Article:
Justice Department report finds ‘critical failures’ in response to Uvalde attack

Updated January 18, 2024 at 11:01 AM ET

A U.S. Justice Department report released Thursday on the 2022 school shooting in Uvalde, Texas, found “critical failures” by law enforcement before, during, and after the attack that killed 19 children and two teachers.

The critical incident review provides the most thorough accounting yet of the events of May 24, 2022, when the gunman opened fire at Robb Elementary School in Uvalde. The law enforcement response to the shooting has come under fierce criticism since the day of the shooting, when police waited more than 70 minutes in the school hallways before confronting and killing the gunman.

“The victims and survivors of the mass shooting at Robb Elementary School deserved better,” Attorney General Merrick Garland said in a statement accompanying the report. The law enforcement response at Robb Elementary on May 24, 2022 — and the response by officials in the hours and days after — was a failure.”

Garland is expected to hold a news conference in Uvalde later Thursday to outline the report’s findings.

The new report from the Justice Department, which runs some 500 pages, provides a damning look the law enforcement response to the shooting and a cascade of mistakes and missteps with tragic consequences.

“The most significant failure was that responding officers should have immediately recognized the incident as an active shooter situation, using the resources and equipment that were sufficient to push forward immediately and continuously toward the threat until entry was made into classrooms 111/112 and the threat was eliminated,” the report says.

The goal of the review, the department says, is to provide an independent account of the law enforcement response to the shooting; to identify lessons learned to help prepare for future such incidents; and to provide a roadmap for community safety and engagement before, during and after such events.

Associate Attorney General Vanita Gupta, in a statement, said she reiterated to the families of the victims of the attack “that our report would honor the victims and survivors” in order to “prevent something like this from happening again.”

The report found that police arrived at the school and entered the building three minutes after the gunman, who was still actively shooting inside classrooms 111 and 112 at the time.

Those officers quickly identified the location of the gunfire and ran toward those rooms—consistent, the report says, with the practice of quickly engaging an active shooter. The police approached the rooms where the shooter was, but retreated after some of the officers were hit with shrapnel from the shooter’s gunfire.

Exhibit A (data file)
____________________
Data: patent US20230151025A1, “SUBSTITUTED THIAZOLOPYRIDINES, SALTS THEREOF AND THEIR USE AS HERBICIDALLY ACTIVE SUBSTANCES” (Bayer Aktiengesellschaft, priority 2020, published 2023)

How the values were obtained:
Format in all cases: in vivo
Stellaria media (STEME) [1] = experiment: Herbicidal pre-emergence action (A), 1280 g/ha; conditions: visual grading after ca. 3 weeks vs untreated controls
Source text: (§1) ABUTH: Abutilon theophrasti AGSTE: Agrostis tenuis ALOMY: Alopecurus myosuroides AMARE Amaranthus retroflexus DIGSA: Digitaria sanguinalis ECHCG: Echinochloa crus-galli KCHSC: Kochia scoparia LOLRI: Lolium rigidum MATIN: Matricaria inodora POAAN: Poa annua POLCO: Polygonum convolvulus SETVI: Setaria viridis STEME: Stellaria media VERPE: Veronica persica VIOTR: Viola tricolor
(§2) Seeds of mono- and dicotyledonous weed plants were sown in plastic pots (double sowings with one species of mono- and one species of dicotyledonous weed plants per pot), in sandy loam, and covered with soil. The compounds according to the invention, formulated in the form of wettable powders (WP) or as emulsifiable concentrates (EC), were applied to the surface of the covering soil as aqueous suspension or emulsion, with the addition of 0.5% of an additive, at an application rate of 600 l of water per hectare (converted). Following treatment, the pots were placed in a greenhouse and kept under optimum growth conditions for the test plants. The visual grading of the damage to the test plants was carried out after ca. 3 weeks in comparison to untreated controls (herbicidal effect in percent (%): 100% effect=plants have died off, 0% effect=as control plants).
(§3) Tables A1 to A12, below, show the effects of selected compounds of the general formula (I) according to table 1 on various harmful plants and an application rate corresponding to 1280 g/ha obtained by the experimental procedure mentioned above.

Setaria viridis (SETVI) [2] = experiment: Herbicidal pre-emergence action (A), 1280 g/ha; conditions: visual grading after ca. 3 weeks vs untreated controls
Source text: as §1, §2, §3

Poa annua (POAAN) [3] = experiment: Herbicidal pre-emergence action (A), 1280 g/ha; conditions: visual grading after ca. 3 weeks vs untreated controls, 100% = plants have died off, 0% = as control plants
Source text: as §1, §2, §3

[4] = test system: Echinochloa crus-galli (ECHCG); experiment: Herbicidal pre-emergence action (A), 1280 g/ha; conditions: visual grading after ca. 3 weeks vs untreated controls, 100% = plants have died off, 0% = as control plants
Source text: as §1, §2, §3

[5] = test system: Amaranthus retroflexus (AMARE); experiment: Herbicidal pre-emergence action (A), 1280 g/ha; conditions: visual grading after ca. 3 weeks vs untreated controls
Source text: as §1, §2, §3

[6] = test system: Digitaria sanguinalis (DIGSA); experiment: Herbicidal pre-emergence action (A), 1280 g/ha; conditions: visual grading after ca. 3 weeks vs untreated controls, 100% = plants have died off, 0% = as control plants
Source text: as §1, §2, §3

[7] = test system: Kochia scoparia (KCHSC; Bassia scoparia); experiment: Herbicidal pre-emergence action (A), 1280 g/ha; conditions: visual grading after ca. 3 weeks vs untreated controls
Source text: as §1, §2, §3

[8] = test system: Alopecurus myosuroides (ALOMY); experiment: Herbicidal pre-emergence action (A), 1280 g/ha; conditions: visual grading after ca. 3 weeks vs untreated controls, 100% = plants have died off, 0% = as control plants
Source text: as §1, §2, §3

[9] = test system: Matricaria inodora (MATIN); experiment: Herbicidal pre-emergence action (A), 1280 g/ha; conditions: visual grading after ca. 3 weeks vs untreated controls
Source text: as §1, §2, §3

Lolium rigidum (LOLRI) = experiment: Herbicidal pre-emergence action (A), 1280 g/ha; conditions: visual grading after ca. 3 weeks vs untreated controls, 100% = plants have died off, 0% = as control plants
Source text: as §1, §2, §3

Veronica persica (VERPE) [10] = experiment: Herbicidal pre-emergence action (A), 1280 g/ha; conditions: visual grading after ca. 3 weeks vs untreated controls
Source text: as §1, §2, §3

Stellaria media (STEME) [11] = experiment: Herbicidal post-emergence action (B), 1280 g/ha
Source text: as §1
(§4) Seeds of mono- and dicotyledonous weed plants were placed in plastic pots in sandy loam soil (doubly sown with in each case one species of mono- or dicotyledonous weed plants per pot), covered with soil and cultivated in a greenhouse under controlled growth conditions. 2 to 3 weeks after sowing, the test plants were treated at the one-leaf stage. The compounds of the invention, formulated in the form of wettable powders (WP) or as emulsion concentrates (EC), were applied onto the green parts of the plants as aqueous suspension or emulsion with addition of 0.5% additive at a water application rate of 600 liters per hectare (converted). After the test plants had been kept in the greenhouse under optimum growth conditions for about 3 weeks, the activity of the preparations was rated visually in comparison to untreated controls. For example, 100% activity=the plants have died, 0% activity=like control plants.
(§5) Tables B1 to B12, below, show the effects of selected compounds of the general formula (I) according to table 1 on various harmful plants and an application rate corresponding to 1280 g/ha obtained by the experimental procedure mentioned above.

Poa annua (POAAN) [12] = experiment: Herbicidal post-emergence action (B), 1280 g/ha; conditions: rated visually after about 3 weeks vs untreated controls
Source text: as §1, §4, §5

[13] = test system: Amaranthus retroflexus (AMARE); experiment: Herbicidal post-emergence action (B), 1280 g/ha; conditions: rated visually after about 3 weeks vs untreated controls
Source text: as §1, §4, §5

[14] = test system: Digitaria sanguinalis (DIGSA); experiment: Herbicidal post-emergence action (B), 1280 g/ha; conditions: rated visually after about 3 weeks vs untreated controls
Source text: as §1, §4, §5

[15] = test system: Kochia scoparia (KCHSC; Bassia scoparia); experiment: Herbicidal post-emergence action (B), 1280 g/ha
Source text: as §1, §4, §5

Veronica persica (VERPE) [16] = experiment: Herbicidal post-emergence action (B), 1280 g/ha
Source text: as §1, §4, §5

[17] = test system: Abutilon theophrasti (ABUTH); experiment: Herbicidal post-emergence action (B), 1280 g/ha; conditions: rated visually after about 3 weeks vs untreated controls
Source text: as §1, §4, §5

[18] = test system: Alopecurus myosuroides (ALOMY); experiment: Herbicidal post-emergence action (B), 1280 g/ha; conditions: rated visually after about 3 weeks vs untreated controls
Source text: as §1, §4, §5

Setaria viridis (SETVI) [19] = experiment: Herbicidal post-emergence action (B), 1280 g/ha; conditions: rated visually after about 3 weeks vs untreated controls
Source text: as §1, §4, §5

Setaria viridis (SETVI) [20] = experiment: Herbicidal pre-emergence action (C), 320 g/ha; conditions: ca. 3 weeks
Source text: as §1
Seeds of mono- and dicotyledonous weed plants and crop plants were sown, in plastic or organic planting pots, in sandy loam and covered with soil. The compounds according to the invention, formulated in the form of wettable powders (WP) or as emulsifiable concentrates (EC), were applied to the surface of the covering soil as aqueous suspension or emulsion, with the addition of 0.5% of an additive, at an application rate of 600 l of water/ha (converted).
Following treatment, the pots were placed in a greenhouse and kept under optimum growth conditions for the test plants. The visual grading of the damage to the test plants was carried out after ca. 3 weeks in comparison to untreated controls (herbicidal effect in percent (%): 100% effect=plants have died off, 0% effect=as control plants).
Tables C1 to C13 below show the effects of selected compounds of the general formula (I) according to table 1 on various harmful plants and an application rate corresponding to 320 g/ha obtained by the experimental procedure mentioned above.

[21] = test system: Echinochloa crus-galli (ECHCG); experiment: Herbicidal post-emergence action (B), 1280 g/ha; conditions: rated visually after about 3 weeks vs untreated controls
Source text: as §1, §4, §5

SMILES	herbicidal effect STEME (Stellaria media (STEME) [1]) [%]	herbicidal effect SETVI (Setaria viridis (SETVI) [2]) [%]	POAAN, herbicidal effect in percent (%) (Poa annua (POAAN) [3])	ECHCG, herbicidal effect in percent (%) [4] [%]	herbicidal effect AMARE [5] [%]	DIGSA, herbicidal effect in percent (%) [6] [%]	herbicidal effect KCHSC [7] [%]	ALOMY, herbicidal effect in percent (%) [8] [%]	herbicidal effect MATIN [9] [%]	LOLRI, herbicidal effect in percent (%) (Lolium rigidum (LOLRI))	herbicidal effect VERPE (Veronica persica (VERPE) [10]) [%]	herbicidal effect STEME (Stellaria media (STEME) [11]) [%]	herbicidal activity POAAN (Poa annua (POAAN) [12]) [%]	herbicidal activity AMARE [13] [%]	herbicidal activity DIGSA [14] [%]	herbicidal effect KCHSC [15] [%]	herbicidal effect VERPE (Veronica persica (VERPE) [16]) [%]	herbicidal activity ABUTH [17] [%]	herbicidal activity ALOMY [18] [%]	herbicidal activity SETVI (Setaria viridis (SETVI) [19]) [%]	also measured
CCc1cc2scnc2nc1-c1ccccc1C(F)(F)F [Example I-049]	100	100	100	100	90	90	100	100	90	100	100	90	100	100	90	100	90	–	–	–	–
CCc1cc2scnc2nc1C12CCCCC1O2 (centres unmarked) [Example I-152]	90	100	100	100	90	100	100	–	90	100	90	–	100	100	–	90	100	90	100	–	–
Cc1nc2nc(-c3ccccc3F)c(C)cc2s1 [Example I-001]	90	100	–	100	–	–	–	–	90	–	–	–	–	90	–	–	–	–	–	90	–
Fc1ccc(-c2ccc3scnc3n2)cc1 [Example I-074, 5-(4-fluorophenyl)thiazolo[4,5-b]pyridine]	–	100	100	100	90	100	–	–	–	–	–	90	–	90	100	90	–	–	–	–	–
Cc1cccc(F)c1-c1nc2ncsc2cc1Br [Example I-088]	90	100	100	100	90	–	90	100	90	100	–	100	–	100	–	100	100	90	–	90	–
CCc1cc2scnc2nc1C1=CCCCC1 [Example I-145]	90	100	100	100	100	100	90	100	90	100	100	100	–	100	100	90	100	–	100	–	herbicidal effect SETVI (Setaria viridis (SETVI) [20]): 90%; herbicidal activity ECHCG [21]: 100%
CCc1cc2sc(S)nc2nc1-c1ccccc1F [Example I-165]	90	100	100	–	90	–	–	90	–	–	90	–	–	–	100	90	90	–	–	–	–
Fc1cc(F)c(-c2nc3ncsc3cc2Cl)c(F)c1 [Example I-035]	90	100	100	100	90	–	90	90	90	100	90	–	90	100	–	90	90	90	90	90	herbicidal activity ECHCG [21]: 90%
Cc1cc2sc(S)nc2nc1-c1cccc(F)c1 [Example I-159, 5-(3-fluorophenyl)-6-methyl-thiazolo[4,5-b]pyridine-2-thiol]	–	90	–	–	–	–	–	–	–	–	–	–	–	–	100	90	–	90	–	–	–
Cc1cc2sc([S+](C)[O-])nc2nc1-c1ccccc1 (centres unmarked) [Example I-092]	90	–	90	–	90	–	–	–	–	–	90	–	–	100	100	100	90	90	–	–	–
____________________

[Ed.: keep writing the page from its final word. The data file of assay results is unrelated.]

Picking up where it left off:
From that point on, the report says, the police, including Uvalde Consolidated School District Police Department chief Pete Arredondo, began treating the incident as a “barricaded subject scenario and not as an active shooter situation.”

That was a critical mistake that contributed to the tragedy.

“Despite their training and despite multiple events that indicated the subject continued to pose an active threat to students and staff in the building, including the likelihood and then confirmation of victims inside the room, officers on scene did not attempt to enter the room and stop the shooter for over an hour after they entered the building,” the report says.

Instead, Chief Arredondo turned his attention to evacuating children and teachers in the building “to preserve and protect the lives of kids and teachers in the hot zone,” the report says.

“This was a major contributing factor in the delay to making entry into rooms 111/112,” according to the report. “The time it took to evacuate the entire building was 43 minutes.”

Arredondo is singled out in the report at several points. It concludes that he was the de facto incident commander on the day, but “he did not provide appropriate leadership, command, and control, including to establishing an incident command structure nor directing entry into classrooms 111 and 112.”

That contributed to what the report says was an absence of leadership in the police response.

“Leadership in law enforcement is absolutely critical, especially in moments of a dire challenge, such as the active shooter incident at Robb Elementary School,” the report says. “This leadership was absent for too long in the Robb Elementary School law enforcement response.”

The report is also sharply critical of how the authorities handled the aftermath of the shooting, particularly in how they communicated with the public.

In this instance, the report found that bad information and inconsistent messaging created confusion that compounded the suffering of those affected by the shooting, both on the day itself and later.

“The extent of misinformation, misguided and misleading narratives, leaks , and lack of communication about what happened on May 24 is unprecedented and has had an extensive, negative impact on the mental health and recovery of the family members and other victims, as well as the entire community of Uvalde,” the report says.

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